Are subwaw trains All-Wheel Drive?

Curious if each car of a subway/elevated train provide power to moving the train or if only the lead car pulls the train? I am specifically thinking of the subway trains in Chicago and realize that this may be different for different systems in different cities. I cannot think that having all the cars providing driving power would be efficient or useful. Wouldn’t it be really hard to get all the drive wheels spinning at exactly the same rate? If they didn’t some wheels would be spinning too fast and others too slow either of which I imagine would not be good or helpful.

Then again looking at the subway cars in Chicago they all seem to have the equipment on board to drive themselves around. This also seems like a waste as it has to add significantly to the cost of the car rather than having no engine that is meant to be pulled around by another car.

Any ideas?

AFAIK, all subways use traction motors on each axle.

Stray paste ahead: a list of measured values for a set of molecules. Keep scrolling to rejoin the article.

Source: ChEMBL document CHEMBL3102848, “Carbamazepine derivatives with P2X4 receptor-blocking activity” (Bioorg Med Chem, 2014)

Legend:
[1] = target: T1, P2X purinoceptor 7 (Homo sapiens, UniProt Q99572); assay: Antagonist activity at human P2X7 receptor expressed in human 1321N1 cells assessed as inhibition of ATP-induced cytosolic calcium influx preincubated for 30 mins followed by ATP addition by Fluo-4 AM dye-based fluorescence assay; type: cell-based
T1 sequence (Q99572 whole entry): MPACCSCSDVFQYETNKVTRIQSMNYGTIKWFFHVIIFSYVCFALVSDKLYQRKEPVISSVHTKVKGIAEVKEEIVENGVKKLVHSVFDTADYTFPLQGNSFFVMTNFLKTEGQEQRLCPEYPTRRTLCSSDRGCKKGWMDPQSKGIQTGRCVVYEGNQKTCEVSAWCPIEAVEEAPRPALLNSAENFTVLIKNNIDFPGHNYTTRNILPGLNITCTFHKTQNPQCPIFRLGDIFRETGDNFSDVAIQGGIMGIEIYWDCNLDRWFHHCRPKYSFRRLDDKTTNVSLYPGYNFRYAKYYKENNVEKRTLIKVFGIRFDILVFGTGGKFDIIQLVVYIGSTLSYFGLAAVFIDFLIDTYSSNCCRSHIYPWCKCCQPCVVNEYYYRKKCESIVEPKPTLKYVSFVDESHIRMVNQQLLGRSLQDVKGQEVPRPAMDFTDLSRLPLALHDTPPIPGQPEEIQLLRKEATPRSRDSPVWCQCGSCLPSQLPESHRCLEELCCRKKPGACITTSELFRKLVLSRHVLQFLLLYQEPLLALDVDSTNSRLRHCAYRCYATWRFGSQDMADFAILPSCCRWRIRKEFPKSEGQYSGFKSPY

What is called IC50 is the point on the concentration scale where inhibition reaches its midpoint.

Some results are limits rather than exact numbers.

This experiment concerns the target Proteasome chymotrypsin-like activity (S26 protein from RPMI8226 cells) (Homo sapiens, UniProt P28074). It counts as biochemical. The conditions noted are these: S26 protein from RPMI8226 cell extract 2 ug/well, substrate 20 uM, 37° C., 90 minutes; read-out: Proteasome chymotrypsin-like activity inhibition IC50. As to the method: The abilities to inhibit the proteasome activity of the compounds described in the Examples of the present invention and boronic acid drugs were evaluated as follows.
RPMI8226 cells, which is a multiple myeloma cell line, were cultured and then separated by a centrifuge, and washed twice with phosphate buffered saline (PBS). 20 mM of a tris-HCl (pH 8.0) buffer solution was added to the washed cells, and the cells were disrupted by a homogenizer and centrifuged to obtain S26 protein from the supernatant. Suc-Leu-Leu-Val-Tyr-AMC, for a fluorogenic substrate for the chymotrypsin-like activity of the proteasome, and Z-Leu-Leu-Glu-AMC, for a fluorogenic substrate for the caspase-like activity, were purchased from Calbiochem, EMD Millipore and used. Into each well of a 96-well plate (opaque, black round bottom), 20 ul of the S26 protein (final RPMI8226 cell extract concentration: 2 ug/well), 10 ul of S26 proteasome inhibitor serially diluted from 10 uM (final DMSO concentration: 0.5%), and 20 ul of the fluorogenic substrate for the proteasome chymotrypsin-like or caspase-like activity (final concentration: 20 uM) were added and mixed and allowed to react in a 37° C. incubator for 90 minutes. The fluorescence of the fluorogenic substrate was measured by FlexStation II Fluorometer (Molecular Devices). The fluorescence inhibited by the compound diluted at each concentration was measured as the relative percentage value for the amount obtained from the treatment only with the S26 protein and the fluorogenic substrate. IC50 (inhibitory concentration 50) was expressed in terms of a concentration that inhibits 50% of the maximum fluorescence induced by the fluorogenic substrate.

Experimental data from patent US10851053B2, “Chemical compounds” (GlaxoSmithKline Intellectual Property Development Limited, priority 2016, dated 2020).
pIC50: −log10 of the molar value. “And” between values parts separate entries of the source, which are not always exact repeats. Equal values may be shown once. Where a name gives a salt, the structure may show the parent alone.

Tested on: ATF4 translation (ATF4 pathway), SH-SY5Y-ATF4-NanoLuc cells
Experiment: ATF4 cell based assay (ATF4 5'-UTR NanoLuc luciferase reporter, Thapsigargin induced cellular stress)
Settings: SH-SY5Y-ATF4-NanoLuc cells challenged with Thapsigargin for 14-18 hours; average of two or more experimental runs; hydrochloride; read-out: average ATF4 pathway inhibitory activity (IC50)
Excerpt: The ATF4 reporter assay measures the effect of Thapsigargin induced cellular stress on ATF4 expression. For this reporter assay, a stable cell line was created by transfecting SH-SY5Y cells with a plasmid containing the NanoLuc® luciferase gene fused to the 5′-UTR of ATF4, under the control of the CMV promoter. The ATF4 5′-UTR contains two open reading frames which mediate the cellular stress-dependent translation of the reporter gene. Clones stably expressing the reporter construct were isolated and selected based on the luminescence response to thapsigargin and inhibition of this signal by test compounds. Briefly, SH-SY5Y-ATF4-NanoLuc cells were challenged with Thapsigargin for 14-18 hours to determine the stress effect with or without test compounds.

The three primary reasons:
Great gobs of torque to move the train in direct proportion to the length of the train. You don’t have to worry about needing to adding another engine when you add cars for rush hour.
Great gobs of braking power to control and stop the train, again, neatly in proportion to the train length.
Flexibility in setting up trains - no need to worry about which car has the motors, or which needs to be at the front of the train.

Accoring to this Wikipedia entry, the latest generation of New York City subway vehicle have traction motors powering each axle. I cannot offer guarantees about other systems and eras.

The Skytrain system in Vancouver uses zero wheel drive. The wheels are simply bearings to support the load and guide the cars along the rails. Propulsion is provided by field effects between linear induction motors on the underside of each car, and the track surface beneath.